Urban Milwaukee: Local news outlet gets back to work after devastating office fire
Urban Milwaukee continues to recover after a horrific June 7 fire damaged its entire downtown office space and secondary business.
According to a report written by Urban Milwaukee president and co-founder Jeramey Jannene. More than 30 firefighters battled for hours to extinguish the flames.
The renowned news outlet’s companion business, which sells Milwaukee-themed merchandise, was also damaged. However, it will take more than that to break the spirit of the 12-year-old city news source.
“We must keep things in perspective,” Jannene wrote. “While there will be costs, both financial and of our limited time, the spotlight must remain on the defining issues in our community. We will continue to cover the pandemic and protests like we have before, hitting the streets to listen to what people have to say ,and analyzing the data to evaluate how Wisconsin’s fight against COVID-19 is going.”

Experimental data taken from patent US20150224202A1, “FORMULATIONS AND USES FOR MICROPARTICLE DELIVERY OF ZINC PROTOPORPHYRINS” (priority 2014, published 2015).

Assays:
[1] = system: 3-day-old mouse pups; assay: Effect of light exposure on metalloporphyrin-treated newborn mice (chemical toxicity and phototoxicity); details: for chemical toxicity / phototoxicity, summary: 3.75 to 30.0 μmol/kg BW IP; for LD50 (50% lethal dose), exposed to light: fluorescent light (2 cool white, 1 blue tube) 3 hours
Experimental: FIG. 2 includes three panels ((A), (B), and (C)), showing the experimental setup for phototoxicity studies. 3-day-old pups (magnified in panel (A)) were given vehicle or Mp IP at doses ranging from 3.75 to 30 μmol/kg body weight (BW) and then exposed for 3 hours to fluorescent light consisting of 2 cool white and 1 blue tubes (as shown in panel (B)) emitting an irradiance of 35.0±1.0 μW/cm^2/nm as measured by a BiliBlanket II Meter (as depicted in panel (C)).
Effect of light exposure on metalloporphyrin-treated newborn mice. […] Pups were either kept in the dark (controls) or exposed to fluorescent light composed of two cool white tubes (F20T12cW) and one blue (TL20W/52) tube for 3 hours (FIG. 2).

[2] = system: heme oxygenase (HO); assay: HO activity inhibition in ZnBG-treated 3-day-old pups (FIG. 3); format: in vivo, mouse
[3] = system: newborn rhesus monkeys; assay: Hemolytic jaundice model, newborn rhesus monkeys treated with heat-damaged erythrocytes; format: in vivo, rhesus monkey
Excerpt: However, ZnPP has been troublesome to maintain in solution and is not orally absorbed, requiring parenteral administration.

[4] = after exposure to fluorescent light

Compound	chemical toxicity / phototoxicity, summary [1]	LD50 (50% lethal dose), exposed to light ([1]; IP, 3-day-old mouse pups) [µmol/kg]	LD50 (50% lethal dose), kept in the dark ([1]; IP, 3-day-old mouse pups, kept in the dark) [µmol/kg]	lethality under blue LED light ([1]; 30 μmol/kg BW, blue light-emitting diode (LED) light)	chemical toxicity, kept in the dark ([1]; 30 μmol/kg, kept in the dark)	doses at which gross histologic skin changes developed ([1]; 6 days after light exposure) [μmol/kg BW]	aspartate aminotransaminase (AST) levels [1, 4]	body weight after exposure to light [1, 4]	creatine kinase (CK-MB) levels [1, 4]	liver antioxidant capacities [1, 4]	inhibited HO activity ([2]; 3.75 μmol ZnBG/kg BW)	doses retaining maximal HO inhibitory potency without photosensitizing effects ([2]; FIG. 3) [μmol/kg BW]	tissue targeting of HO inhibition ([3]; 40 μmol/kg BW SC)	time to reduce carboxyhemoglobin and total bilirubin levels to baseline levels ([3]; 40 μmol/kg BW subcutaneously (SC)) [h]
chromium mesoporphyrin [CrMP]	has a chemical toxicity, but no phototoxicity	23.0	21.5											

No foul play was detected by firefighters, and the blaze appears to have been the result of an accident. Jannene thanked the firefighters of the Milwaukee Fire Department for their efforts.
“We don’t know of any injuries and for that we are grateful. We are relieved to know the fire appears accidental,” added Jannene. “While a fire has devastated us, it won’t stop us. Urban Milwaukee is sustained largely by paid memberships.”
As it rebuilds, Jannene has urged continued support from its readership, a base built up over the course of more than a decade. The outlet has taken to covering the daily Black Lives Matter protests in Milwaukee, which have been sustained for consecutive days since May 29 with no end yet in sight.
Jannene concluded his report on the fire by saying, “now if you’ll excuse us, it’s time to get back to work.”
As the headline of his piece declared, the news outlet will rise again like a phoenix reborn from its own ashes.
Donate: Wisconsin Examiner
Help spread Wisconsin news, relentless reporting, unheard voices, and untold stories. Make a difference with a tax-deductible contribution to the Wisconsin Examiner